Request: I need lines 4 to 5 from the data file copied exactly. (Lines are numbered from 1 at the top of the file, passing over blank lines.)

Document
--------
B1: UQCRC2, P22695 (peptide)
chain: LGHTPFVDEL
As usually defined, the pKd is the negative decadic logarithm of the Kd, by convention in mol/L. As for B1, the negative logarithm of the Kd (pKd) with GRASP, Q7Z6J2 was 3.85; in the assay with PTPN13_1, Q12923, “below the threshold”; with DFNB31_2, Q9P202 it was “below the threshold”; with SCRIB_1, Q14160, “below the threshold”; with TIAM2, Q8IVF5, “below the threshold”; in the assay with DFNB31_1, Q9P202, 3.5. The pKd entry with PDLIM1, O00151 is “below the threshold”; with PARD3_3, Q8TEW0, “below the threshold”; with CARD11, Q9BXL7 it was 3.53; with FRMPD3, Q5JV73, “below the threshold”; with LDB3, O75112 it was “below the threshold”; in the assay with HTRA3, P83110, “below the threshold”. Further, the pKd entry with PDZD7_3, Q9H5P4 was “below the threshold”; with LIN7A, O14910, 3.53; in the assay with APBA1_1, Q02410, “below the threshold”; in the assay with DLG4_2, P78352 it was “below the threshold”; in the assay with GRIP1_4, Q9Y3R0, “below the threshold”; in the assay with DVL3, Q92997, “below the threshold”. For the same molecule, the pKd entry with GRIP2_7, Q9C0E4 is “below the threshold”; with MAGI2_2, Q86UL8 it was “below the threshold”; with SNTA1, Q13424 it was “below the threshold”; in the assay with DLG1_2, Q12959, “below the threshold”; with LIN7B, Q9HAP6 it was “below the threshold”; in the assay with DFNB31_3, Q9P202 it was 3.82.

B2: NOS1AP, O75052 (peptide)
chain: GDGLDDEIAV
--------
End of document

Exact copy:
B2: NOS1AP, O75052 (peptide)
chain: GDGLDDEIAV